A legend in China associates the herb with longevity. It is told that an abducted village woman escaped the royal palace where she had been taken and hid in the woods. She survived by eating just this herb, developing a slim figure and lovely smooth skin. When she returned to her village 60 years later, her neighbors were amazed to see that she looked the same as she had when she entered the palace so many years before.

The root is a starch-like food that was used to make breads and soups. The young shoots are also edible and can be eaten raw or boiled like asparagus. The roots should be boiled with three changes of water before being roasted and served as side dish. (The water can be save to be used medicinally.)

A typical proportion for making tea is about ½ tsp of dried root to 6 to 10 oz of water. (Remember, this is an herb that works well in small doses.) In decoction, typically 1 to 4 oz. taken 3 times daily is recommended.

The name Polygonatum, derives from the ancient Greek word meaning “many knees”. This refers to the multiple joints found in the rhizomes. The roots also bear depressions that resemble royal seals, possibly suggesting the common name Solomon’s seal (aka the Star of David). Another suggestion for the plant’s common name is that the cut roots resemble Hebrew characters. Still another notes that the “seals” on the rhizomes, where the stalks rise up, are a sign of the plant’s ability to “seal” and repair injuries. These “seals” appear when the plant dies back and the stalks fall from the root, leaving a scar behind that is similar to the Star of David.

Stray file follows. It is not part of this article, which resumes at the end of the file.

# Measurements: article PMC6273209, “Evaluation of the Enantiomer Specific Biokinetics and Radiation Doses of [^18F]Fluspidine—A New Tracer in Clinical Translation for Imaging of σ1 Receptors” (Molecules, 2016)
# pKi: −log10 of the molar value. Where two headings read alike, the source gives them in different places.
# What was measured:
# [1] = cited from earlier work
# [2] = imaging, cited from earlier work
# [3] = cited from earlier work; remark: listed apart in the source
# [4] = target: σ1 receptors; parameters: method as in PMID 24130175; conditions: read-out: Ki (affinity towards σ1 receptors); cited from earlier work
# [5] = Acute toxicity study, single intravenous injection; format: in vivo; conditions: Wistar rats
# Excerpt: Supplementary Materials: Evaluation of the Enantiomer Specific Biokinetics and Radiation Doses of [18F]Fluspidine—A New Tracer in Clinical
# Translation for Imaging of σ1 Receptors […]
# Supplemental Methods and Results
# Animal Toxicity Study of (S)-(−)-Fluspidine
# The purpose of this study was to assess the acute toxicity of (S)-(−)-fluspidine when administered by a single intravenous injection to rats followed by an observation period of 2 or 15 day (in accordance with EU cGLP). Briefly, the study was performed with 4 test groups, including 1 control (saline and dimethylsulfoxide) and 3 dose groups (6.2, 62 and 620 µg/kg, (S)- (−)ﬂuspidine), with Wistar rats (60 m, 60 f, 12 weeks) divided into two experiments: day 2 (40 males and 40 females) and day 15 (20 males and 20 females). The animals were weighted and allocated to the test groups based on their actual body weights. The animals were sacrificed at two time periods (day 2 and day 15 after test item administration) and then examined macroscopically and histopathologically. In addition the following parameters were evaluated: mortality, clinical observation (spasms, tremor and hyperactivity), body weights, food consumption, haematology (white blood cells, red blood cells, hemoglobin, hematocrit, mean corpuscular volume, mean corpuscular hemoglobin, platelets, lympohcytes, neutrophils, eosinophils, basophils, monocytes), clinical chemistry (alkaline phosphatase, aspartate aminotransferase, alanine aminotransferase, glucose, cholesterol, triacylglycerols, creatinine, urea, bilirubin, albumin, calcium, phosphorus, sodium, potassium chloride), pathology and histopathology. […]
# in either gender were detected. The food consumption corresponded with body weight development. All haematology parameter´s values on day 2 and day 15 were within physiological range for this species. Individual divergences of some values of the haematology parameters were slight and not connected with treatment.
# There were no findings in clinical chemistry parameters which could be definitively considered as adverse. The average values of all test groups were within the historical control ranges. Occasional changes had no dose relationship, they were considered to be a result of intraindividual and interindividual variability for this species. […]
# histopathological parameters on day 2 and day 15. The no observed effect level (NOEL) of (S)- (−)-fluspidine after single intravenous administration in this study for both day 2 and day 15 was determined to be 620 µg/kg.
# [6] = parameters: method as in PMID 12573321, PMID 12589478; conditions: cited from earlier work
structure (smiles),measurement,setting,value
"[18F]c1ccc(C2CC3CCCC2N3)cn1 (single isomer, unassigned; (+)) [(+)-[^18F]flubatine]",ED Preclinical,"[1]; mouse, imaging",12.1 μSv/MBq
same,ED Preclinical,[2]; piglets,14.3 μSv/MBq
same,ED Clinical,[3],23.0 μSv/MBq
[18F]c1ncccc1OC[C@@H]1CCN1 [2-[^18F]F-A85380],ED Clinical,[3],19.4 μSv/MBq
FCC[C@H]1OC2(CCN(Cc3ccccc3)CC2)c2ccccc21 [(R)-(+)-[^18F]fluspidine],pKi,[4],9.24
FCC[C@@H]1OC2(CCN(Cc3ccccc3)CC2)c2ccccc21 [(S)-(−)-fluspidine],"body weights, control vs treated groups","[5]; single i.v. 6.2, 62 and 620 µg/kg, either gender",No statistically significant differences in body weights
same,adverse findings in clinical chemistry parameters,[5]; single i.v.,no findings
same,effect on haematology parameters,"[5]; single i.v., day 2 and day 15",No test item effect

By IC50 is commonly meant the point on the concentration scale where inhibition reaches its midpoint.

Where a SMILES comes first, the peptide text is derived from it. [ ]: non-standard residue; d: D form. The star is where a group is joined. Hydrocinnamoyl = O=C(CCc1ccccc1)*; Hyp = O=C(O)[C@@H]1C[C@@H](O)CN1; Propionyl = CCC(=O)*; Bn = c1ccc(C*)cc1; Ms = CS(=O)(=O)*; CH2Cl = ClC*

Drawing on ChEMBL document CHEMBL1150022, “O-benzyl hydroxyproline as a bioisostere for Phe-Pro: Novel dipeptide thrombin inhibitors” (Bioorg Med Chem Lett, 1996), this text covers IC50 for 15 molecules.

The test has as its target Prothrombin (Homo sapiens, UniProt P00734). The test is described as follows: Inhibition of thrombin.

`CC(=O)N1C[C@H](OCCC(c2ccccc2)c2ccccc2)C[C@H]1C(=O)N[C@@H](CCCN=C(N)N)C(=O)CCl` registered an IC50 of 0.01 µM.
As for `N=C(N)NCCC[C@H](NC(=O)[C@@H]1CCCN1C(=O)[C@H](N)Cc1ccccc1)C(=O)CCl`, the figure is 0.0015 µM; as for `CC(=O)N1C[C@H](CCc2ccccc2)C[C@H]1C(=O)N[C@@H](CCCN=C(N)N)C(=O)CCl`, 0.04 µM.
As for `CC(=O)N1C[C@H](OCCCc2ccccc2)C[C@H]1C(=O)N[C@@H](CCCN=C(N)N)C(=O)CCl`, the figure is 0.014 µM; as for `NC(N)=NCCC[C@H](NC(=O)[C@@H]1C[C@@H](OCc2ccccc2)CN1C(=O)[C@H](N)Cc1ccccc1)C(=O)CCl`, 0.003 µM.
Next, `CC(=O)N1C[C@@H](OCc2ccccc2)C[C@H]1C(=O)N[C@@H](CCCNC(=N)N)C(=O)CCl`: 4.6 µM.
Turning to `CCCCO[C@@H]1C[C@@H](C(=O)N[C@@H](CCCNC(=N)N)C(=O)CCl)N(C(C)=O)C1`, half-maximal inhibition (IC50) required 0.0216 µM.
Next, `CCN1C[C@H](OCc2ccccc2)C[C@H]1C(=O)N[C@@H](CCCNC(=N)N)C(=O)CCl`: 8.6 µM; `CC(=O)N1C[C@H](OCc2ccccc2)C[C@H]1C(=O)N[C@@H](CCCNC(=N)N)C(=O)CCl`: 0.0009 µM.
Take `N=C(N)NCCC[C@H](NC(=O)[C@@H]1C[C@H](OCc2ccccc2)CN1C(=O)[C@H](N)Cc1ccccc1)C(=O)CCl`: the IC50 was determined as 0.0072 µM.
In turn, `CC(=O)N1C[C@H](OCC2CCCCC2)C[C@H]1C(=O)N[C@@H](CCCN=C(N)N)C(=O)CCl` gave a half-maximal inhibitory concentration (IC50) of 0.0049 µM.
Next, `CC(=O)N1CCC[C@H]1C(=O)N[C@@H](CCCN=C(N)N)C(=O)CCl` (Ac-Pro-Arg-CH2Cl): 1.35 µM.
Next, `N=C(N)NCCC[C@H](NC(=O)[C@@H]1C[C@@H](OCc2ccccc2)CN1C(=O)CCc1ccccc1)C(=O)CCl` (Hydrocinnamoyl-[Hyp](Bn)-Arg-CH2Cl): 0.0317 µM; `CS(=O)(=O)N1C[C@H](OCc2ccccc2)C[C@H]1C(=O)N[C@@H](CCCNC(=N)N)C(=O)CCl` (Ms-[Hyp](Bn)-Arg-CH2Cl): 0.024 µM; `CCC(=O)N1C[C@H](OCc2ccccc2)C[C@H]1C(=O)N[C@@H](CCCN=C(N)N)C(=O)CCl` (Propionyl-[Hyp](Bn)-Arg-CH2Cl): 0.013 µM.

Solomon’s seal is widely held to be a powerful protector able to ward off evil and attract success, especially in financial matters. It has been burned in ceremonies to help attract profitable career and business opportunities as well as to protect the home. The root is also used in magic to call upon the Elementals.

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Key Constituents:

Saponins, Convallamarin, Asparagine, Gum, Sugar, Starch, Pectin, Alkaloids, Vitamin A.

Did you know?

Tea or Tincture?

Generally, Solomon’s seal tea is best use for treating digestive ailments, coughs, and uterine and vaginal irritations. A tincture is best used to treat joint pain, broken bones, and tendonitis. Both can be used to help aid recovery after surgery.

Facts

Afro-American Herbalism

In Afro-American herbalism, Solomon’s seal is known as High John the Conqueror, in reference to its abilities to conquer and heal injuries as well as treat male and female infertility. It was worn as a talisman or chewed for the strength to conquer one’s own fear or to stand tall in the face of others.

Fun fact!

Lily of the Valley

Solomon’s seal is a close relative to lily of the valley. However, whereas lily of the valley contains high amounts of the heart-regulating compound convallamarin, Solomon’s seal contains only enough of this compound to make it useful as a general heart tonic but not to render it as powerful a curative for heart ailments as lily of the valley.